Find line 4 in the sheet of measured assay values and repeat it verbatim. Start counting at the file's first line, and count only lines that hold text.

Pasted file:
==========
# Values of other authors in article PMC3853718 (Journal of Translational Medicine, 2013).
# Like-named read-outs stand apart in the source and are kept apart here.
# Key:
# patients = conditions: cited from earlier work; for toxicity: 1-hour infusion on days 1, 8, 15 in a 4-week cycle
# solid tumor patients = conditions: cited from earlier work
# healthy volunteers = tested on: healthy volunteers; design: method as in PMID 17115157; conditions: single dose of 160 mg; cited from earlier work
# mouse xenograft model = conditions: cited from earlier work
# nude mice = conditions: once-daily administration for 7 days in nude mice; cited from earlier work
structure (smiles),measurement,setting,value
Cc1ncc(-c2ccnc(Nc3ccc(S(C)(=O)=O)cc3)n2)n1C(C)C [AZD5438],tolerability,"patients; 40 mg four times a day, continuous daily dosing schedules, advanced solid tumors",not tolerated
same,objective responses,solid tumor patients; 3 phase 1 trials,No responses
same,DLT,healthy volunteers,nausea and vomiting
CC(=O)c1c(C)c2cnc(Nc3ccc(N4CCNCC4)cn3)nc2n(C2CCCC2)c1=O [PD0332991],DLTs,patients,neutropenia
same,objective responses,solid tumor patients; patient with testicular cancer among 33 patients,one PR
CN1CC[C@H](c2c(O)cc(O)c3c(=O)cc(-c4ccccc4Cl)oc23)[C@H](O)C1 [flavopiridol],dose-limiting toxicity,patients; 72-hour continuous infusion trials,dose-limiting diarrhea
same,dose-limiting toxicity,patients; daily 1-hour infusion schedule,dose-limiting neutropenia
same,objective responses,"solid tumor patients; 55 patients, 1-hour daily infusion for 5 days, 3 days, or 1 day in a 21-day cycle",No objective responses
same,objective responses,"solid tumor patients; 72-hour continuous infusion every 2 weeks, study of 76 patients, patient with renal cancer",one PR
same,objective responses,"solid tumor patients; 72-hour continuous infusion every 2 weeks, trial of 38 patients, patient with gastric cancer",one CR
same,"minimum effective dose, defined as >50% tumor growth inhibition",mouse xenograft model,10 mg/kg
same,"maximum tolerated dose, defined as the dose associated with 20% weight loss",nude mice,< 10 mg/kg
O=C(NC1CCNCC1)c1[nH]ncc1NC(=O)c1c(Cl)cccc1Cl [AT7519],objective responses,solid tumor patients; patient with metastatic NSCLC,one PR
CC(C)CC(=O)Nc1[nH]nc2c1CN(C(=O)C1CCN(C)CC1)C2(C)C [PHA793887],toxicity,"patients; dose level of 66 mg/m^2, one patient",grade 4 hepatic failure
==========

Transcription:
# patients = conditions: cited from earlier work; for toxicity: 1-hour infusion on days 1, 8, 15 in a 4-week cycle